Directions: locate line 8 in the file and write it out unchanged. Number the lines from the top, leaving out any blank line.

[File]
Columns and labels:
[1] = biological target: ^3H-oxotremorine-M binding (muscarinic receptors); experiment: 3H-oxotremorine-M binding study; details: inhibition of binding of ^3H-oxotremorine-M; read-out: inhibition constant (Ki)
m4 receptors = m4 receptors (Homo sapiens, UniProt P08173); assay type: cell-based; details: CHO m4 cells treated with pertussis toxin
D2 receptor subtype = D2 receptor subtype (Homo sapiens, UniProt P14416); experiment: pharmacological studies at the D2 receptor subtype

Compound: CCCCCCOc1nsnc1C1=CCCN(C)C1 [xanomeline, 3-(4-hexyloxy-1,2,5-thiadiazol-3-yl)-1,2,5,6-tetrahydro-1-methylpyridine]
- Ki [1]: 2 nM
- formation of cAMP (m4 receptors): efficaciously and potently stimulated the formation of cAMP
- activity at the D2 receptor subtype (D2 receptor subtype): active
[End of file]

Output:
- activity at the D2 receptor subtype (D2 receptor subtype): active